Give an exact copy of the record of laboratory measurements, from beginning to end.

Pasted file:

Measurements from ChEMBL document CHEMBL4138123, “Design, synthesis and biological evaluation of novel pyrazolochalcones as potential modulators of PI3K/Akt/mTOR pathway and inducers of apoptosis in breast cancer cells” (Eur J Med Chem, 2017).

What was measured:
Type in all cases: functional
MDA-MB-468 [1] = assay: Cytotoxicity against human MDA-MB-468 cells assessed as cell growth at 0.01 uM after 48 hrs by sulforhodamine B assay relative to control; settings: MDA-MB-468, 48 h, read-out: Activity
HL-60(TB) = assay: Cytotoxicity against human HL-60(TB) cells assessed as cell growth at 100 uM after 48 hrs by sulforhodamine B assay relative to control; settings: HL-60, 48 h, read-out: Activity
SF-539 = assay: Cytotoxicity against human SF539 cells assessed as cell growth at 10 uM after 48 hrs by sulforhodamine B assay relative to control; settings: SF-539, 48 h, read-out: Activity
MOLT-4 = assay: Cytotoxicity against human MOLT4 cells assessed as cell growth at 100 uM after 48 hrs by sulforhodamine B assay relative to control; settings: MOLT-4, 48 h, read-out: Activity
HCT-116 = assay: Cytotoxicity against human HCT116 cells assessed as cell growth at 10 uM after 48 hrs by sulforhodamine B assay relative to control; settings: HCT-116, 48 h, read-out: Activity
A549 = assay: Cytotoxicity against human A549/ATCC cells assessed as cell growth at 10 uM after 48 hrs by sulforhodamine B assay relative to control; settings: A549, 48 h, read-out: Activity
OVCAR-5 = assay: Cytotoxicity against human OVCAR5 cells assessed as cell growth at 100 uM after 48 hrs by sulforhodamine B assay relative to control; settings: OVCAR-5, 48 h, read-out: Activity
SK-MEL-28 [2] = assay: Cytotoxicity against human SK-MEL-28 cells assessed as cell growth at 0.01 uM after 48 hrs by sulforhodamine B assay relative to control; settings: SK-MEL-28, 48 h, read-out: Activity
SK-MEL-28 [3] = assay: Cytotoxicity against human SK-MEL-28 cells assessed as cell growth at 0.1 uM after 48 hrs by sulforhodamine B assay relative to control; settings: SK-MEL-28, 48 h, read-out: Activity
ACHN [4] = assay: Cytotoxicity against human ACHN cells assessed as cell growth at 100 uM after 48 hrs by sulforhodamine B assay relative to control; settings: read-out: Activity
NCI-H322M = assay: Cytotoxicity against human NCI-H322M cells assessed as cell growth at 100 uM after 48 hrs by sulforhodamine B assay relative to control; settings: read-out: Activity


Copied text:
Measurements from ChEMBL document CHEMBL4138123, “Design, synthesis and biological evaluation of novel pyrazolochalcones as potential modulators of PI3K/Akt/mTOR pathway and inducers of apoptosis in breast cancer cells” (Eur J Med Chem, 2017).

What was measured:
Type in all cases: functional
MDA-MB-468 [1] = assay: Cytotoxicity against human MDA-MB-468 cells assessed as cell growth at 0.01 uM after 48 hrs by sulforhodamine B assay relative to control; settings: MDA-MB-468, 48 h, read-out: Activity
HL-60(TB) = assay: Cytotoxicity against human HL-60(TB) cells assessed as cell growth at 100 uM after 48 hrs by sulforhodamine B assay relative to control; settings: HL-60, 48 h, read-out: Activity
SF-539 = assay: Cytotoxicity against human SF539 cells assessed as cell growth at 10 uM after 48 hrs by sulforhodamine B assay relative to control; settings: SF-539, 48 h, read-out: Activity
MOLT-4 = assay: Cytotoxicity against human MOLT4 cells assessed as cell growth at 100 uM after 48 hrs by sulforhodamine B assay relative to control; settings: MOLT-4, 48 h, read-out: Activity
HCT-116 = assay: Cytotoxicity against human HCT116 cells assessed as cell growth at 10 uM after 48 hrs by sulforhodamine B assay relative to control; settings: HCT-116, 48 h, read-out: Activity
A549 = assay: Cytotoxicity against human A549/ATCC cells assessed as cell growth at 10 uM after 48 hrs by sulforhodamine B assay relative to control; settings: A549, 48 h, read-out: Activity
OVCAR-5 = assay: Cytotoxicity against human OVCAR5 cells assessed as cell growth at 100 uM after 48 hrs by sulforhodamine B assay relative to control; settings: OVCAR-5, 48 h, read-out: Activity
SK-MEL-28 [2] = assay: Cytotoxicity against human SK-MEL-28 cells assessed as cell growth at 0.01 uM after 48 hrs by sulforhodamine B assay relative to control; settings: SK-MEL-28, 48 h, read-out: Activity
SK-MEL-28 [3] = assay: Cytotoxicity against human SK-MEL-28 cells assessed as cell growth at 0.1 uM after 48 hrs by sulforhodamine B assay relative to control; settings: SK-MEL-28, 48 h, read-out: Activity
ACHN [4] = assay: Cytotoxicity against human ACHN cells assessed as cell growth at 100 uM after 48 hrs by sulforhodamine B assay relative to control; settings: read-out: Activity
NCI-H322M = assay: Cytotoxicity against human NCI-H322M cells assessed as cell growth at 100 uM after 48 hrs by sulforhodamine B assay relative to control; settings: read-out: Activity